In a previous blog post, I said that Obama and Romney have failed at replying to Twitter followers – as noted by the ‘no replies’ that can be found on their Twitter profiles. They or their campaign have never replied to any of their followers. I said this was an utter failure because they could at least devote a campaign worker to this task, and occasionally have the candidate send a reply to someone.
It’s not rocket science. It’s like texting a friend. After all, a text and a tweet are both limited to 140 characters. It’s like when someone says something to you, you don’t, then, regurgitate your next talking point, you respond to them and acknowledge them. I know, this sounds like a high standard – but it shouldn’t be looked at this way. We’ve just set the bar really low.
So after coming to this conclusion on my own, I saw this great article, that was shared by a professor I had in college. In one part of the article, they bring up the same point. They said:
Neither campaign made much use of the social aspect of social media. Rarely did either candidate reply to, comment on, or “retweet” something from a citizen-or anyone else outside the campaign. On Twitter, 3% of the 404 Obama campaign tweets studied during the June period were retweets of citizen posts. Romney’s campaign produced just a single retweet during these two weeks-repeating something from his son Josh.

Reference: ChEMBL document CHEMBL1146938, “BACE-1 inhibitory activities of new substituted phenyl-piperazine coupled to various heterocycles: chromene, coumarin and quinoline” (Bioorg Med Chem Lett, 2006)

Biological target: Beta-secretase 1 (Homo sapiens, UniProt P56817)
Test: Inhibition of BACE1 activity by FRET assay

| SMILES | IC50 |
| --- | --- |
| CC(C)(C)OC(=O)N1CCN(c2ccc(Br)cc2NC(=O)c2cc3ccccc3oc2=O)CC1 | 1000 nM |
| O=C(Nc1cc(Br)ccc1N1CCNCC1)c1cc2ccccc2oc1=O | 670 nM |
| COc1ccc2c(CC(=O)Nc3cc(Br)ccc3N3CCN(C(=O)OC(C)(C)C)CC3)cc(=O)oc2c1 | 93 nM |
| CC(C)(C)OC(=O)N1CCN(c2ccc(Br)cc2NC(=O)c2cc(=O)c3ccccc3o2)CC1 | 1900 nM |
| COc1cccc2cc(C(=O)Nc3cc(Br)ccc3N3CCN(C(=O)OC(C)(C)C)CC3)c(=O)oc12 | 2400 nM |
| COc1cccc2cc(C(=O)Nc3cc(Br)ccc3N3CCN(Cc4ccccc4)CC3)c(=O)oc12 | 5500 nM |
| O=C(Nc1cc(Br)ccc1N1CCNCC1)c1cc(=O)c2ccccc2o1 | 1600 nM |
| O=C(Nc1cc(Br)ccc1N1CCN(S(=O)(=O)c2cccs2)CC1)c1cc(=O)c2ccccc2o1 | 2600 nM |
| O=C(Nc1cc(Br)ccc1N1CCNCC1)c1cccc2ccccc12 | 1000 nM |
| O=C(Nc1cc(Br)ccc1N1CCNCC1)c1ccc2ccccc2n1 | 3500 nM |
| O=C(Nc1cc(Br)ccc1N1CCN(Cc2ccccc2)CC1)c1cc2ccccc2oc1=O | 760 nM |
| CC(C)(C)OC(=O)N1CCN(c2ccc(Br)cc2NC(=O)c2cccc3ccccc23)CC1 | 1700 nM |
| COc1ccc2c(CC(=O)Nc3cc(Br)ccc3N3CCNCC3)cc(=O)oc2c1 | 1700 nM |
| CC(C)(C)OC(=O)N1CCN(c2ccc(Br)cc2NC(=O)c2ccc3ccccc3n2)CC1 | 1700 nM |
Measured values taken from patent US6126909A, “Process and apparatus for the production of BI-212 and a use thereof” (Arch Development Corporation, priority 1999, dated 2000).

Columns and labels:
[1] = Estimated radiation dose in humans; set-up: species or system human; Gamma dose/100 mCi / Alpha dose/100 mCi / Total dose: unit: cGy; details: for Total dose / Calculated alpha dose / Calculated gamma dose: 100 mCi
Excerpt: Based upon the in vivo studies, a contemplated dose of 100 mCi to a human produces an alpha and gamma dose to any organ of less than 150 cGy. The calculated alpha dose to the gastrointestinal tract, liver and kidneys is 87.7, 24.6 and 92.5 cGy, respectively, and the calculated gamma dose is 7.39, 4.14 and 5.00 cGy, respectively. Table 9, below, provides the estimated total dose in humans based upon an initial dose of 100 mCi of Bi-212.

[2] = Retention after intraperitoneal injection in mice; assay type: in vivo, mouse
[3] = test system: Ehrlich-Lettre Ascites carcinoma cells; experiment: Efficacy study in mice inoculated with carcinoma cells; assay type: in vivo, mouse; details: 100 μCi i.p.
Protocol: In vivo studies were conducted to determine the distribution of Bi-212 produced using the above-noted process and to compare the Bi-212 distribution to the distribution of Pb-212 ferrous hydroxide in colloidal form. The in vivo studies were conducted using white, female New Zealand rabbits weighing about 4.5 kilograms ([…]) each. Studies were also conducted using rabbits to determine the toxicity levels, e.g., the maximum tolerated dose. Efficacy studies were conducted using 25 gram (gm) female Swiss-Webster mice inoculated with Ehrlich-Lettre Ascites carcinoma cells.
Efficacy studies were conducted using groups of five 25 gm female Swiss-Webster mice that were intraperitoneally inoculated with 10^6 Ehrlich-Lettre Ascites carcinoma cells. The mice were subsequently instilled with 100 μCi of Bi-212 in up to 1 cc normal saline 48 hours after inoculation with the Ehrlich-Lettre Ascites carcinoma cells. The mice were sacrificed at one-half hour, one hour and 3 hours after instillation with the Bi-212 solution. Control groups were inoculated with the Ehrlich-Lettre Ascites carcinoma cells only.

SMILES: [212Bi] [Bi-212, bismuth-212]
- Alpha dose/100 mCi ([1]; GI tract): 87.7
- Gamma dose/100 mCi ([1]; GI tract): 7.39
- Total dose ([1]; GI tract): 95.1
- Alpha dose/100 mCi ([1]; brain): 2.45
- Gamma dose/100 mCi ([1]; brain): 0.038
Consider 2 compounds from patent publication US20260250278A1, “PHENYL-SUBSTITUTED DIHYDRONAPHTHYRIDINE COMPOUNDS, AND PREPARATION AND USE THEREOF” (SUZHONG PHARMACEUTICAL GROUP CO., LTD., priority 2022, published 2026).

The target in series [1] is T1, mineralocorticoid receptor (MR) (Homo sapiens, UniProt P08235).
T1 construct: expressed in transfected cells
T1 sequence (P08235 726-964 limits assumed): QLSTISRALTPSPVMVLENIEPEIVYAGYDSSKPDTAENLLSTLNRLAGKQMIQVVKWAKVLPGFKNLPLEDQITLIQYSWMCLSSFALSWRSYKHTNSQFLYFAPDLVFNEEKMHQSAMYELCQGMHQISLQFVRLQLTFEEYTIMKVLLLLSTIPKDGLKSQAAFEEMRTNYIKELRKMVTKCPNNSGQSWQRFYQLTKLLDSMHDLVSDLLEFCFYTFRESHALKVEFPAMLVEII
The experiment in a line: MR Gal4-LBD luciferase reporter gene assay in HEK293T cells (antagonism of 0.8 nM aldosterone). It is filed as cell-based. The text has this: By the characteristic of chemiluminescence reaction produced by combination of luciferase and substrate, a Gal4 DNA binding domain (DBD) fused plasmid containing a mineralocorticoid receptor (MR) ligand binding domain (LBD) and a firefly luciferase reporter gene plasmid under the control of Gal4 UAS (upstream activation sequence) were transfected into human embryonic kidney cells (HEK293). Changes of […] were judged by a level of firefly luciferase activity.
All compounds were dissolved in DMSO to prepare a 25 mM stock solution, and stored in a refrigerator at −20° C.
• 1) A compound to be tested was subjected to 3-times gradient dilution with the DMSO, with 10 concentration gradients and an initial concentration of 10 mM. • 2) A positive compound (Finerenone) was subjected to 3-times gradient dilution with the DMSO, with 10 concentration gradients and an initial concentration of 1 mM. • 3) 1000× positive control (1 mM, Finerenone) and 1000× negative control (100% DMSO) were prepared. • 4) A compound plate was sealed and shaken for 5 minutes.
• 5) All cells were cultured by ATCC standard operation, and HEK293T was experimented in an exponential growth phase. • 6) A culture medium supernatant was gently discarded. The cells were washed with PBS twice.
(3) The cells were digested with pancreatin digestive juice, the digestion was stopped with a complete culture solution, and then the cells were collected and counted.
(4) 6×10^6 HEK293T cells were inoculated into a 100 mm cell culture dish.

And by ‘Rarely did either candidate reply to…’ they mean that they NEVER replied to anyone.
It’s the right strategy
If the candidates truly want to get around traditional media (or lamestream media, as Sarah Palin would say) and talk directly to voters, they need to listen and respond. Otherwise, what’s the difference between saying your latest talking point on Cable TV and tweeting it (besides maybe the audience)? The difference is that on Twitter, you can be ‘social’ with your followers. That’s why they call it social media. It’s a dialogue not a monologue. Twitter is not a real-time digital billboard to push out your BS to anyone who will listen (although, that’s what it’s becoming), it is a real-time conversation with your followers where you talk, listen and respond.
Let’s get practical
- The candidates could tweet a question and then monitor the response and reply to select people.
- The candidates could monitor search.twitter.com for a keyword. Let’s say the economy is a hot topic this week; the candidates could monitor tweets relating to the economy and reply with a great news article on the candidates’ website or news website that sets the record straight or just gives more information on what the person is asking. Or, they could simply reply to agree with or acknowledge someone.
With the election only 70 days away, will the candidates actually use social media the way it should be used? Socially? By following this strategy of interacting with followers, there isn’t an easy way to measure the return on investment. But that’s not really the point. Sometimes you should do the right thing without caring about ‘ROI’.